Submitted to: Animal Breeding and Animal Genetic Resources Proceedings
Publication Type: Proceedings
Publication Acceptance Date: November 27, 2007
Publication Date: December 5, 2007
Citation: Sonstegard, T.S., Liu, G., Matukumalli, L.K., Van Tassell, C.P. 2007. Snps to chips: changing the paradigm of mapping and selection in cattle. [abstracat].Animal Breeding and Animal Genetic Resources Proceedings.
Interpretive Summary: This paper presents an overview of the strategies that have been and currently are being used to develop tools for applied genomics in cattle. The long term goal of this research is to gain an understanding of the genetic component of phenotypic variation to facilitate stable changes in production, fertility and health through selection. This goal aligns completely with the application-based goal for genetic improvement in the U.S. dairy industry, which is to select animals based on DNA marker information in order to account for the substantial variation inherent in quantitative genetic approaches of selection. The economic value of research to the U.S. dairy industry stems from the potential of marker-assisted selection (MAS) to shorten generation intervals and reduce the cost of progeny testing by more accurately distinguishing animals with desired allele combinations for well-defined selection objectives. Further characterization of the genome will enhance research into MAS solutions, and will provide substantial information to other livestock researchers attempting to better understand how genetic variation affects phenotype.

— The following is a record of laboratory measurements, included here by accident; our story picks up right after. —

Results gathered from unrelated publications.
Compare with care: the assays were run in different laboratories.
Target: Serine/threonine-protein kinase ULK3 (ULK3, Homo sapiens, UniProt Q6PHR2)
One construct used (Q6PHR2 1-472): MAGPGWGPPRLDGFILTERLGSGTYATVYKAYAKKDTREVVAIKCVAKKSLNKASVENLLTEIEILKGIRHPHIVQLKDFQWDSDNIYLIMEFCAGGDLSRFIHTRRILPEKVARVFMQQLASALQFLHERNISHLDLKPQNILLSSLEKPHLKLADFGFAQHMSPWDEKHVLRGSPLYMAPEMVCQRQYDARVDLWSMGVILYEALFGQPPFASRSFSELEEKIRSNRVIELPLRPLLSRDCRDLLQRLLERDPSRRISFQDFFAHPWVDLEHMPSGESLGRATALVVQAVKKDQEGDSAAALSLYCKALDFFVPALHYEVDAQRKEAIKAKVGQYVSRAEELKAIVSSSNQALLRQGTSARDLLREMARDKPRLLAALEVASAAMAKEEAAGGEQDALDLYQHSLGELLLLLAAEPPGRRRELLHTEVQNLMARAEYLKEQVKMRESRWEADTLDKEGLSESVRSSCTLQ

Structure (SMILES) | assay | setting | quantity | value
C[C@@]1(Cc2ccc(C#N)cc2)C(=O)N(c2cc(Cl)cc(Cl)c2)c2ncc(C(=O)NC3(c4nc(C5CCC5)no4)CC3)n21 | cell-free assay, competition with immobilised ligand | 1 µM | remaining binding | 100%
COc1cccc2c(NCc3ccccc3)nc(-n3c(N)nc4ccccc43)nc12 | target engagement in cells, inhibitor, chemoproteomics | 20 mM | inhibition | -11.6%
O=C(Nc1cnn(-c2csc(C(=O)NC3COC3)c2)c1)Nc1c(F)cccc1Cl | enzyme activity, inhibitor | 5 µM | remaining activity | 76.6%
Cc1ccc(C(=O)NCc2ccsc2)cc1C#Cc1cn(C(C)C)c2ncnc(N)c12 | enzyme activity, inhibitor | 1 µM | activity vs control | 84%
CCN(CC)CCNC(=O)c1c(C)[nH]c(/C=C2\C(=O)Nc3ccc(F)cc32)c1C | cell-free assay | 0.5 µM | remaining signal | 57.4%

The past 25 years of research on the cattle genome has focused on DNA marker based tools that can be applied to genetic improvement in cattle. However, the paradigm of marker assisted selection for complex traits has recently shifted from focusing on genetic variation contained in specific quantitative trait loci (QTL) regions to genome-wide information. This shift is due in part, to the availability of the draft sequence assembly of the bovine genome and corresponding resources for high throughput single nucleotide polymorphism (SNP) based genotyping on a genome-wide basis. Dense marker information applied directly to current industry breeding schemes promises to provide better accuracy of predictions of genetic merit; while enhancing heritability and reliability of these predictions through improved pedigree information. We present an overview of this paradigm shift with an emphasis on the development and use of a bovine 58K SNP chip, and also include discussion on additional genomic tools that will better characterize the structure and function of the bovine genome. Delivery of knowledge and tools like the 58K SNP chip to industry partners will facilitate genome-wide selection for immediate application to progeny test bulls; thus, changing the way the U.S. dairy industry practices selection for genetic improvement. The subsequent genome information generated from these applied efforts will also enhance both the detection of novel QTL for traits of importance to cattle and the development of tools that accelerate gene discovery.